The mystery of the Loch Ness monster may have been solved by a geologist.
The serpentine Scottish beast which supposedly haunts the murky waters of Loch Ness in the Highlands has fired imaginations since 1933.
Believed by many to be the last of a line of long-surviving plesiosaurs (a Jurassic marine reptile) legend has it that the creature appears along with earth tremors and swirling bubbles.
The only plesiosaur in the village?
Italian geologist Luigi Piccardi has now floated the idea that a fault line that runs for 62 miles beneath the Scottish Highlands could be responsible for sightings of "Nessie."
Crediting the Great Glen fault system for reported sightings of the legendary beast, he told the Italian newspaper La Repubblica.
"There are various effects on the surface of the water that can be related to the activity of the fault," he said, supporting his theory by pointing to when the monster was first spotted.
"We know that this was a period [1920-1930] with increased activity of the fault. In reality, people have seen the effects of the earthquakes on the water."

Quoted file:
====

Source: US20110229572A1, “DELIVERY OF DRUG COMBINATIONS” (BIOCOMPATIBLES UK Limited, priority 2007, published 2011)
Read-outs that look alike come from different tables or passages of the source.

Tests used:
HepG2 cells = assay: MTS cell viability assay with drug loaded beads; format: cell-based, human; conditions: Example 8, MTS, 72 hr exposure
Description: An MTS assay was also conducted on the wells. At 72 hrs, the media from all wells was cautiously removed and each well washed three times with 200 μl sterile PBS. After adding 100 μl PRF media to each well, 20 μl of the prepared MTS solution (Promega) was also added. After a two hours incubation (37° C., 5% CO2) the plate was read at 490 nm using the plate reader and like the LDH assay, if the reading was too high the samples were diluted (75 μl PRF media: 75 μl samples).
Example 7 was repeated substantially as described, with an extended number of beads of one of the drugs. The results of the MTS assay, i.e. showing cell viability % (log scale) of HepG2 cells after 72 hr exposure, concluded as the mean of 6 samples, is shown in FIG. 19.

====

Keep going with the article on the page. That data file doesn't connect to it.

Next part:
The iconic picture of 'Nessie'
However he did not offer an explanation for pictures of the monster. "Nessie" first hit headlines in 1934 when the Daily Mail published the above picture. The photo was later revealed to have been staged, but there has been no shortage of photographs since. In 2012 A sailor who spent 26 years searching for the Loch Ness Monster has what he believes is the best ever picture taken of the elusive beast.
Is this final proof Nessie exists? The picture was taken on Loch Ness in November last year
This argument was used to support the existence of Nessie by Gary Campbell, president of the Loch Ness Monster Fan Club in Inverness, Scotland.
"Most of the sightings involve foreign objects coming out of the water. There's two most common -- one's a hump, and the other is a head and neck," Campbell told ABC News. "At the end of the day, there's still sightings that are inexplicable. There's something physical in there."